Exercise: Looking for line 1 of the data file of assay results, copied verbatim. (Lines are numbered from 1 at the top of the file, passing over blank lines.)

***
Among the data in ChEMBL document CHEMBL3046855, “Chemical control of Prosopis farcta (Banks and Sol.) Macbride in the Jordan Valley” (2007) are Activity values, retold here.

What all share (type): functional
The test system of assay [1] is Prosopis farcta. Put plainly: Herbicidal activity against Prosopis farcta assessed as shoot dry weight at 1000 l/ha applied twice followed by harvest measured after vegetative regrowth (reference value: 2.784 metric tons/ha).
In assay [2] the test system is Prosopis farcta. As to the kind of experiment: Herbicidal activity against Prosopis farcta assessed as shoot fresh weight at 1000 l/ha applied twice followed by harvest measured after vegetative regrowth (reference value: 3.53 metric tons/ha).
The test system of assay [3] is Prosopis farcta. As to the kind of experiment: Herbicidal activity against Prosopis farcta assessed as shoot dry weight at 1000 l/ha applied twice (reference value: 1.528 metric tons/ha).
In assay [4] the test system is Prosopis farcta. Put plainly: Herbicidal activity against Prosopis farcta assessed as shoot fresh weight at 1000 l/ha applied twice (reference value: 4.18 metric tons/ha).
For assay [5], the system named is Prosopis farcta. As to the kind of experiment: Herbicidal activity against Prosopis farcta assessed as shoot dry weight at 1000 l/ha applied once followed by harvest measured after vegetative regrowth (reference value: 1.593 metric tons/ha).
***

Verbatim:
Among the data in ChEMBL document CHEMBL3046855, “Chemical control of Prosopis farcta (Banks and Sol.) Macbride in the Jordan Valley” (2007) are Activity values, retold here.